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Ukrainian Artist Still Missing After Lampooning Separatists

The most famous installation by Donetsk artist Serhiy Zakharov doesn't leave the viewer in much doubt as to his feelings about the separatists' onetime military leader.
The most famous installation by Donetsk artist Serhiy Zakharov doesn't leave the viewer in much doubt as to his feelings about the separatists' onetime military leader.

A string of street artworks mocking separatists in eastern Ukraine has landed their author in hot water with the insurgents.

Donetsk artist Serhiy Zakharov has been missing for more than a week after adorning the streets of his hometown with pictures ridiculing local rebel leaders.

He is believed to be held by insurgents in the basement of the former Ukrainian Security Service building in Donetsk.

According to information obtained by his friends and relatives, the rebels have placed him "under investigation," fuelling fears for his life.

"It's totally unclear what he is being accused of," says his friend, Serhiy Marzurkevych, a Ukrainian writer who helped circulate photos of his work online. "All he did was display his work in the streets of Donetsk's city center, which can be considered an administrative offense at best. There is no basis for holding him in a de facto prison."

Zakharov's brother Andriy says the artist was abducted by a group of armed men during a raid of his home late on August 6. Neighbors describe the men as wearing insignias of the self-proclaimed Donetsk People's Republic (DNR). His computer and artwork were also seized.

Zakharov's installations, painted figures cut out of plywood, first appeared in the streets of Donetsk on July 11.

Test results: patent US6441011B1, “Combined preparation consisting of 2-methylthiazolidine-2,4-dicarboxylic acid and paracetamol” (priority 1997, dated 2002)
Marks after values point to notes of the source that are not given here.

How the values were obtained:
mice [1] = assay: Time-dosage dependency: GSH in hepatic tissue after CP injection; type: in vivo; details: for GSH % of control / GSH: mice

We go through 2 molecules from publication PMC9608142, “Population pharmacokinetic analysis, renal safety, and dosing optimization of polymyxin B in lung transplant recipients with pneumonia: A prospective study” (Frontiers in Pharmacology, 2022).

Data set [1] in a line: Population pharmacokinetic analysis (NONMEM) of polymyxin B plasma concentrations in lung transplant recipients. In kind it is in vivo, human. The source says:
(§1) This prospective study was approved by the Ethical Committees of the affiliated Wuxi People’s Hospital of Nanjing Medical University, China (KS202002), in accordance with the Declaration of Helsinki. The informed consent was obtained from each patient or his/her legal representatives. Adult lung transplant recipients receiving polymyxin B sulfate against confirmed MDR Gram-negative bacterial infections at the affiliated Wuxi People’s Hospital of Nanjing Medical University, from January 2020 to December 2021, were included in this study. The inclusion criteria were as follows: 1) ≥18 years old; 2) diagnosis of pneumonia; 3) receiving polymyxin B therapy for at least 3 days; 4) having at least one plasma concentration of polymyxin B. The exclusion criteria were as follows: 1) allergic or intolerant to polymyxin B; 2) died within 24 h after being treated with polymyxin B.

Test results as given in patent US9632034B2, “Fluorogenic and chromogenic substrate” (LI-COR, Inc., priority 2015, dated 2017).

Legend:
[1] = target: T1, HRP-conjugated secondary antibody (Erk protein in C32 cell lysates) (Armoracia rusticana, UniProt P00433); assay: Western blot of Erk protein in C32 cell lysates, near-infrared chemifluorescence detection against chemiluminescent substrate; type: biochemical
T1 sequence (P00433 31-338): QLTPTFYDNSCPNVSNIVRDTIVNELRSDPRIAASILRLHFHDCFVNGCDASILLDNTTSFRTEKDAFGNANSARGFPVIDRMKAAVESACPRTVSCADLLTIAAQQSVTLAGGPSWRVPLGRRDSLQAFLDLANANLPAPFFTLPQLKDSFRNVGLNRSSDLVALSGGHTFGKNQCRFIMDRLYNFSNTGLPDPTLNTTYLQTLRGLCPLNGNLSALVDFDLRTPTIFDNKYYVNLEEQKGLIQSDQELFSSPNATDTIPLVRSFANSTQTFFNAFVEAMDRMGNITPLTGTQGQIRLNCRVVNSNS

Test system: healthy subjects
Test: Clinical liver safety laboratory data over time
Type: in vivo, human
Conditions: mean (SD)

One of them represented Sharikov, the foolish hero of Mikhail Bulgakov's cult novel "Heart of a Dog," wearing a uniform of the DNR. The others featured separatist fighters wearing various ominous masks.

A caricature of separatist commander Arsen Pavlov, known as "Motorola," then appeared outside the registry office in Donetsk where he had gotten married several days before. Pavlov was depicted as a horned devil flanked by a zombie-like bride.

"These installations were his form of protest," Marzurkevych says. "Many people in the city have similar sentiments but not all can speak up. With his installations, he sought to show that these feelings existed."

Perhaps Zakharov's best-known installation targeted the DNR's then "defense minister," Igor Girkin, aka Strelkov. The picture, which showed Strelkov holding a gun to his head with the caption "just do it," quickly went viral on the Internet.

Although Zakharov worked alone, he cast himself as a member of the art group "Murzilki." He initially chose "Murzilka" as his artist name. But on Marzurkevych's advice, he later began using the word's plural form to give the illusion more people were involved in the project.

Today, Marzurkevych wishes he had never suggested that change. "These men are now trying to find out from him who the other group members are," he says. "They don't believe that a person can do what he did of his own free will, they think he is acting on orders from headquarters."

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    Oleksandra Vagner

    Oleksandra Vagner is an editor for RFE/RL's Russian Service, based in Prague since 2006. Born in Kyiv in 1979, she graduated from the Kyiv Institute of Journalism with a master's degree. She studied English at City College Brighton and Hove in the United Kingdom. She has worked for Ukrainian newspapers and been published in the analytical weekly Zerkalo nedeli and several European publications. She was an employee of the Czech Republic's foreign broadcasting service, Radio Prague.

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    Claire Bigg

    Claire Bigg covers Russia, Ukraine, and the post-Soviet world, with a focus on human rights, civil society, and social issues.

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